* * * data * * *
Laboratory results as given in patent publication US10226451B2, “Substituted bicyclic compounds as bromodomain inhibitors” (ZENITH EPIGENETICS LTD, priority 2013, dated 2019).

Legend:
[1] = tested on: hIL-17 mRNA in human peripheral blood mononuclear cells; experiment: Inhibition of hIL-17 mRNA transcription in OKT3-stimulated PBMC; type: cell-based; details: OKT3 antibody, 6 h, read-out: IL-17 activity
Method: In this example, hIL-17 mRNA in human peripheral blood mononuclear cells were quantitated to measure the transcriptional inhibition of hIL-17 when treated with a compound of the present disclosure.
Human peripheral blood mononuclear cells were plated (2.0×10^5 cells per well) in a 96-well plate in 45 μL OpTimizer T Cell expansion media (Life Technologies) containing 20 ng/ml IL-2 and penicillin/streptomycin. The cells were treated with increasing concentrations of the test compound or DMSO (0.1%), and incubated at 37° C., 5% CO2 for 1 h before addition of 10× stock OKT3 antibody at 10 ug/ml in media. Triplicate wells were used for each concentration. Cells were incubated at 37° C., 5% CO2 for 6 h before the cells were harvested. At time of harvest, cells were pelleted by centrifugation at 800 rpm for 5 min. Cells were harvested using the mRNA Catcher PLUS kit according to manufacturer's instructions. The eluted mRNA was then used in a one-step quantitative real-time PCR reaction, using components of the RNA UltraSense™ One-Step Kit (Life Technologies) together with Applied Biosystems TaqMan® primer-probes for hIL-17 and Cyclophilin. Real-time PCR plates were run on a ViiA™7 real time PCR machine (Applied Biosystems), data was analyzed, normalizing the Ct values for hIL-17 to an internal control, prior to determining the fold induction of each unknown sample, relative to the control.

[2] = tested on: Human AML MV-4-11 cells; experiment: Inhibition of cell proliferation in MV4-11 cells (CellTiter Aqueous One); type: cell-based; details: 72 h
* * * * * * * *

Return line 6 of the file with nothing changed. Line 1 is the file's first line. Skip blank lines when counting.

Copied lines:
[2] = tested on: Human AML MV-4-11 cells; experiment: Inhibition of cell proliferation in MV4-11 cells (CellTiter Aqueous One); type: cell-based; details: 72 h